Regent Tim Higgins reminded colleagues that legislators and the Governor are also dealing with obligations and difficult decisions in the challenging economic situation. “We have to work in a collaborative process to determine what works best for the citizens of Wisconsin,” he said.
Chancellor Blank addresses the Board
Host chancellor Rebecca Blank of UW-Madison told Regents that a proposed $300 million cut in state support for the UW System would reduce student programming, lead to job lapses and layoffs, and reduce financial aid and access to the university.
“The cuts are too large,” said Blank. “They are too large for our university, and they are too large for the state.”
Blank said a cut of the magnitude proposed would leave a $91 million budget hole at UW-Madison in the next year – including $57 million in general purpose revenue, $6 million in loss of state support for the Wisconsin Bioenergy Initiative and municipal service payments, a $23 million reduction in continuing costs that were covered in the current year by reserve funds, and an expected $5 million in expected costs to retain the best faculty and staff.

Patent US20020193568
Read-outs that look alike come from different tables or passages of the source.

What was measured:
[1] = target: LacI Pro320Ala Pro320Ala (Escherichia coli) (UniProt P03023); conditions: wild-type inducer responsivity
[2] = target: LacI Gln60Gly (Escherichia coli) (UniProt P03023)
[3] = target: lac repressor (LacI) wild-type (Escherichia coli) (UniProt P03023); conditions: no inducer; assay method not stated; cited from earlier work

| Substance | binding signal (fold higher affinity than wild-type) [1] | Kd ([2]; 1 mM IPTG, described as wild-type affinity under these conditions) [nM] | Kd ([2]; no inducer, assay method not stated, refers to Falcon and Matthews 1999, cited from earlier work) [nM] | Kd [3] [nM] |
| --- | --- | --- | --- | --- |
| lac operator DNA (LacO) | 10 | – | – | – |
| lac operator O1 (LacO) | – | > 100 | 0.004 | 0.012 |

She said the budget hole facing the UW in the coming year is the equivalent of eliminating 650 faculty positions or 1,083 staff positions. “I don’t know how I am going to cope with these cuts come July 1,” she said, adding that the cut is the largest decline in state dollars in university history.
- See the UW-Madison Powerpoint, “Opportunities & Challenges at UW-Madison.”
Blank noted that while Wisconsin is considering cuts to higher education, other states are putting more resources into higher education.
“This is a time to invest and grow and continue to build,” Blank said. “I can promise you our competitors are not standing still.”
“We have a legacy of service to this state and this nation, and I want to build on that,” Blank said.
System’s program array reviewed